Law Office of Michelle Ball parents rights,Psychotropic Drugs Do Parents Have The Right To Not Medicate Their Children? One Woman’s Story

Do Parents Have The Right To Not Medicate Their Children? One Woman’s Story


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Last Updated on March 18, 2021 by Michelle Ball

By Michelle Ball, California Education Attorney for Students since 1995

Have you heard the story of Maryanne Godboldo?  This Detroit mother made a parental decision to remove her daughter from psychotropic medication to pursue non-drug alternatives after she observed negative side effects.  When she did, the local government authorities apparently did not agree with Maryanne Godboldo’s medical decision, and thereafter stormed her home with police and a SWAT (Special Weapons and Tactics) team to take away her minor daughter, Ariana.  Maryanne’s attempts to keep the police from taking away her daughter failed, but only after a ten hour stand-off at Maryanne’s home in 2011.  Ariana was thereafter placed in a psychiatric facility for approximately one month.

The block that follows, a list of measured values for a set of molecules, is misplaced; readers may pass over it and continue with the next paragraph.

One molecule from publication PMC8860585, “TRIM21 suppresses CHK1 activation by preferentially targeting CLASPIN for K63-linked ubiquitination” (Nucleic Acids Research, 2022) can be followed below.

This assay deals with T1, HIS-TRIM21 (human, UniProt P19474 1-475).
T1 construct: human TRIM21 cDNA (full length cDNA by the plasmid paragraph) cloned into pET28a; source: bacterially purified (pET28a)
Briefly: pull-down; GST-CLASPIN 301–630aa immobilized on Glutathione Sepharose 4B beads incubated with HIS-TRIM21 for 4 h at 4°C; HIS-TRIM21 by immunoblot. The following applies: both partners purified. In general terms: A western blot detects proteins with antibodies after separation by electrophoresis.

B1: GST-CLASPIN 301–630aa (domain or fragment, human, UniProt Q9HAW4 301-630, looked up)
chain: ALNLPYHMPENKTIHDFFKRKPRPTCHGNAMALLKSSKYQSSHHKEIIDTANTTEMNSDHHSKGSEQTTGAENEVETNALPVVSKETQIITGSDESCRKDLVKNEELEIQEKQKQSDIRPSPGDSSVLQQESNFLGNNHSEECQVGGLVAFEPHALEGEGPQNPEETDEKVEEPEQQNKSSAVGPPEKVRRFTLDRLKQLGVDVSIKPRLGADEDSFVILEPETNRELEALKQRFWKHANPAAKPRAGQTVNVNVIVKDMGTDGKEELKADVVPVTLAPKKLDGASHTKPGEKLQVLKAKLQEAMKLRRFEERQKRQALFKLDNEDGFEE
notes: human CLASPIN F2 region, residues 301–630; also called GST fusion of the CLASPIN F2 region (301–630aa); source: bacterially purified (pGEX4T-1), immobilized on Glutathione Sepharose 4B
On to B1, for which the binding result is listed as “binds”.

Maryanne was criminally charged and incarcerated for 5 days.  The criminal charges were later dropped.  Thereafter, after months of fighting and many court appearances, Maryanne Godboldo finally had her parental rights restored.  Maryanne explains in the video below that “I did it because I wanted to save my child.”  Eventually the order removing Ariana from her mother’s care, based on her decision not to medicate Ariana, was overruled.

This story is heart-wrenching and horrifying.  The shock of it all is that this mother was arrested and separated from her thirteen-year-old daughter, allegedly all because she made a private medical decision.  The term “big brother” seems quite appropriate.  Watch a video of how out of control this got. 

 

 
This story should remind all parents that they need to be vigilant in protecting their children and their parental rights, as the government, which appears in the form of  your local school district or social services office (and many other forms), may not always be acting in the best interests of the parent or the child.